Stephen Frost, National Secretary of British Movement, acknowledged that our movement of resistance to multicultural decay is a ‘broad church’ of patriots, not all of whom by any means are national socialists (as represented by BM and Colin Jordan’s earlier organisations). Yet as he emphasised, BM has always been prepared to lend its support to sincere comrades from other groups and parties – at demonstrations, election campaigns and at meetings such as this one.

Steve added that the task of all nationalists is to spread propaganda for our cause by any and every means and format: whether old-school with hard copy leaflets and newspapers or by more modern means using the internet including social media. The propaganda war is bringing increasing numbers to realisation of the essential truth of our values. Stephen Frost and BM have utilised these propaganda methods, via such means as the ‘Under the Sunwheel’ podcast. Colin Jordan’s political legacy continues to inspire new generations of activists.

Stephen Frost’s co-host at ‘Under the Sunwheel’, Benny Bullman, lead singer of the Rock Against Communism band Whitelaw, spoke in tribute to Ian Stuart, founder of Blood & Honour and lead singer of Skrewdriver, who tragically died 30 years ago this month.

Benny pointed out that Ian Stuart’s dedication to race and nation led him to turn his back on a lucrative career in ‘mainstream’ music (an industry controlled by the usual suspects). Ian achieved far more than the wealth and fame that was accrued by some of his contemporaries after they sold out. The legacy of Ian Stuart and Skrewdriver continues to inspire new generations of patriots throughout the White world.

Due to a slight technical problem with sound at the end of the video (now resolved) our US correspondent Ken Schmidt’s speech to the conference has only just been posted online.

Ken has been an activist and writer in the American nationalist movement since the 1980s. He writes a regular column in H&D entitled “From the other side of the Pond”. He is a member of the League of the South, although he is now living back in the north – in New Jersey.

He spoke firstly about Donald Trump and the US presidential election and then about how the USA as a country is breaking up due to multi-racialism/multi-culturalism. And then about the various movements who support secession and the break-up of the USA as the only long-term solution if White people are to have any future in North America.

Dr Rolf Kosiek (1934-2023)

One of the leading intellectuals in European nationalism – the German scientist, historian and political activist Dr Rolf Kosiek – has died aged 88.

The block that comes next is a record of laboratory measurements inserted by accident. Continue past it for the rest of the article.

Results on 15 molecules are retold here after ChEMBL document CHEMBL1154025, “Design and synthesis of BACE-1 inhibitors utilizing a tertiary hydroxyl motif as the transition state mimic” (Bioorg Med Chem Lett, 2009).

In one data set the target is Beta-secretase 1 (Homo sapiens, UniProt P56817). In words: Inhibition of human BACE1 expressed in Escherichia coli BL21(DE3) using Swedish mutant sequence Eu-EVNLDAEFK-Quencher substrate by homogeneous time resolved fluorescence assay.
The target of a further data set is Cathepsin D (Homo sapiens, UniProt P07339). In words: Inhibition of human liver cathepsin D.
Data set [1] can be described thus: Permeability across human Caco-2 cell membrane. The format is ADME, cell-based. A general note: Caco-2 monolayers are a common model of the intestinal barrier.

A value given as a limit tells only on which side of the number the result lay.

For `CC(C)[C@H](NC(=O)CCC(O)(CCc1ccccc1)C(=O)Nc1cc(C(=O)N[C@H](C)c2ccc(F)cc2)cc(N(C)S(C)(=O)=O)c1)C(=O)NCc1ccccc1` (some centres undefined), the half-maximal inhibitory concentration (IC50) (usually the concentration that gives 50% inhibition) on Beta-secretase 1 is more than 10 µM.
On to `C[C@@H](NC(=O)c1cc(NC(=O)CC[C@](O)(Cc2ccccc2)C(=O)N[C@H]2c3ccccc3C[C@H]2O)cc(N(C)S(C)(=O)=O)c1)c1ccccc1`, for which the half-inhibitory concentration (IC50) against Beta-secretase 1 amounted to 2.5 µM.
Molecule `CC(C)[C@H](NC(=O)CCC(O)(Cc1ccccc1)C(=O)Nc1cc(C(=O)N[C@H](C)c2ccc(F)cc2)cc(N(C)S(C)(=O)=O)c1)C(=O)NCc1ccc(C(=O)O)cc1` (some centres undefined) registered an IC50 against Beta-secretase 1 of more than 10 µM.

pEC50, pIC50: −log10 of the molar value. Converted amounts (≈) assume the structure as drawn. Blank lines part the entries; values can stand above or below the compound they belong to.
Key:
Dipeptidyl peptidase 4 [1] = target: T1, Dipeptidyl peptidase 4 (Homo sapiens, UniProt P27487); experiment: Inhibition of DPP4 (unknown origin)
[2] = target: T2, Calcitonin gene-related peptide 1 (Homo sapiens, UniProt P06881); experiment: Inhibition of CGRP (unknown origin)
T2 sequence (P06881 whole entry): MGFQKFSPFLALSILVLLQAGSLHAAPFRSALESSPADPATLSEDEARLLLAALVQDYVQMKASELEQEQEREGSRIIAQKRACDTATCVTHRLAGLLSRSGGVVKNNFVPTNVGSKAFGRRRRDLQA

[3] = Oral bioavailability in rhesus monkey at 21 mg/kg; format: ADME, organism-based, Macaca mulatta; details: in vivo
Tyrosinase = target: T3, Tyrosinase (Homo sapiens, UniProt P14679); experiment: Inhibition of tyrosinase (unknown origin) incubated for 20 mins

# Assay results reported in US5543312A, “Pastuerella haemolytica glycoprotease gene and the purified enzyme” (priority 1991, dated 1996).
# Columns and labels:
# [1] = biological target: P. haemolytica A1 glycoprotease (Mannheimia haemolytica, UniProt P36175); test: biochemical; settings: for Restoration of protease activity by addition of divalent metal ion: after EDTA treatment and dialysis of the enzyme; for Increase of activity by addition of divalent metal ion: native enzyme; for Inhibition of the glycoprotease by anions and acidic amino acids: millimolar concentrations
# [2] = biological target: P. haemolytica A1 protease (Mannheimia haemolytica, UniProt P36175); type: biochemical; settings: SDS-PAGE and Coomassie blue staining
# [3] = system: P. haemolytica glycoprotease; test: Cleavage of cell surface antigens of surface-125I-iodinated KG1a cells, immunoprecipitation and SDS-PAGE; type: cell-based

His initial studies at the universities of Göttingen and Heidelberg were in physics, chemistry and history, and he obtained his doctorate in nuclear physics at Heidelberg in 1963. He was a research assistant at Heidelberg University, and taught at the Nürtingen University of Applied Sciences until his dismissal for political reasons in 1980.

Dr Kosiek was an active NPD member from the mid-1960s and represented his party in the Landtag (regional parliament) of Baden-Württemberg from 1968-72, as well as serving as a local councillor from 1968-73. During the 1970s he was a member of the NPD’s federal executive.

After his politically-motivated dismissal from his academic post, Dr Kosiek worked for the rest of his life with the German nationalist publishers Grabert-Verlag. He wrote regular articles (under the pen name Rudolf Künast) for the revisionist journal Deutschland in Geschichte und Gegenwart, and also wrote for another very high quality journal, Nation und Europa.

Dr Kosiek was perhaps best known among German nationalist intellectuals as editor (with fellow NPD activist and historian Dr Olaf Rose) of the five-volume German historical encyclopedia, Der Große Wendig. Richtigstellungen zur Zeitgeschichte (‘Corrections to Contemporary History’).

Another of his most important works was a study of the subversive Frankfurt School, published in 2001 (Die Frankfurter Schule und ihre zersetzenden Auswirkungen).

H&D is grateful to comrades at Devenir Europeo for informing us of Dr Kosiek’s death. European nationalists at the intellectual vanguard of our struggle will mourn his loss but continue to be inspired by his example and legacy.

Congratulations to Sam and Laura!

Excellent news this afternoon from Laura Towler and Sam Melia, deputy leader and Yorkshire regional organiser of Patriotic Alternative.

They are expecting a baby, to join their daughter Catherine.

Laura wrote this afternoon:
We’ve been so happy since we first found out a couple of months ago. We feel so blessed to be able to welcome another child into our family and we can’t wait to see our daughter become a big sister.

Just over three weeks ago, Laura spoke at the H&D conference in Preston. In congratulating Sam and Laura on their wonderful news, the H&D team also extend our thanks to them for devoting so much time to the patriotic cause, in the midst of all the commitments of bringing up a young family.